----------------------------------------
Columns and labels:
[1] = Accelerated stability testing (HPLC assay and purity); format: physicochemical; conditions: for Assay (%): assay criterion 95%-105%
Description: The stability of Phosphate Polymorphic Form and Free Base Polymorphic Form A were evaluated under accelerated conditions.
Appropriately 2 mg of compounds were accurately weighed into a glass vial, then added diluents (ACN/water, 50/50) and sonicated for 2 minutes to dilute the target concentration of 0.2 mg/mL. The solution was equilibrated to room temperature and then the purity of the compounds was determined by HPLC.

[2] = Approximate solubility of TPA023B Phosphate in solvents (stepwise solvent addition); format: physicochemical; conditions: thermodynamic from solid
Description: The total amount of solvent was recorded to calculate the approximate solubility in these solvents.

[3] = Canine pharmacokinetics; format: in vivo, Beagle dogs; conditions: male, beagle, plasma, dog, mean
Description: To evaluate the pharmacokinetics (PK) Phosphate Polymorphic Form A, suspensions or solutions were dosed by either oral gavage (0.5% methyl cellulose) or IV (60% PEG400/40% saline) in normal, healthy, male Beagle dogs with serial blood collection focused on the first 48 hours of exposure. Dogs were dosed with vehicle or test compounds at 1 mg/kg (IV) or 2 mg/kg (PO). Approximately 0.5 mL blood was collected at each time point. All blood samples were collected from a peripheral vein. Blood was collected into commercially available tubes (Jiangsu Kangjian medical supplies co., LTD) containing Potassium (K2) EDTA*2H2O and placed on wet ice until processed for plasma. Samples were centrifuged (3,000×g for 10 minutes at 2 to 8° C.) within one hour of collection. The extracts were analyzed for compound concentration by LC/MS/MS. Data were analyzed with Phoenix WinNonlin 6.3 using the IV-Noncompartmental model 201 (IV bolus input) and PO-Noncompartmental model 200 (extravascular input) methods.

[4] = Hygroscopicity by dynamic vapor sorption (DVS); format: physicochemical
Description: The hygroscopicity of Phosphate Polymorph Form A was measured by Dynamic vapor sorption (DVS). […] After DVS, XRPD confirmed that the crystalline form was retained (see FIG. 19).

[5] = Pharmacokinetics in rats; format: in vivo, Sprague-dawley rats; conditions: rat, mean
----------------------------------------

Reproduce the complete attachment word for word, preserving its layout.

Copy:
Columns and labels:
[1] = Accelerated stability testing (HPLC assay and purity); format: physicochemical; conditions: for Assay (%): assay criterion 95%-105%
Description: The stability of Phosphate Polymorphic Form and Free Base Polymorphic Form A were evaluated under accelerated conditions.
Appropriately 2 mg of compounds were accurately weighed into a glass vial, then added diluents (ACN/water, 50/50) and sonicated for 2 minutes to dilute the target concentration of 0.2 mg/mL. The solution was equilibrated to room temperature and then the purity of the compounds was determined by HPLC.

[2] = Approximate solubility of TPA023B Phosphate in solvents (stepwise solvent addition); format: physicochemical; conditions: thermodynamic from solid
Description: The total amount of solvent was recorded to calculate the approximate solubility in these solvents.

[3] = Canine pharmacokinetics; format: in vivo, Beagle dogs; conditions: male, beagle, plasma, dog, mean
Description: To evaluate the pharmacokinetics (PK) Phosphate Polymorphic Form A, suspensions or solutions were dosed by either oral gavage (0.5% methyl cellulose) or IV (60% PEG400/40% saline) in normal, healthy, male Beagle dogs with serial blood collection focused on the first 48 hours of exposure. Dogs were dosed with vehicle or test compounds at 1 mg/kg (IV) or 2 mg/kg (PO). Approximately 0.5 mL blood was collected at each time point. All blood samples were collected from a peripheral vein. Blood was collected into commercially available tubes (Jiangsu Kangjian medical supplies co., LTD) containing Potassium (K2) EDTA*2H2O and placed on wet ice until processed for plasma. Samples were centrifuged (3,000×g for 10 minutes at 2 to 8° C.) within one hour of collection. The extracts were analyzed for compound concentration by LC/MS/MS. Data were analyzed with Phoenix WinNonlin 6.3 using the IV-Noncompartmental model 201 (IV bolus input) and PO-Noncompartmental model 200 (extravascular input) methods.

[4] = Hygroscopicity by dynamic vapor sorption (DVS); format: physicochemical
Description: The hygroscopicity of Phosphate Polymorph Form A was measured by Dynamic vapor sorption (DVS). […] After DVS, XRPD confirmed that the crystalline form was retained (see FIG. 19).

[5] = Pharmacokinetics in rats; format: in vivo, Sprague-dawley rats; conditions: rat, mean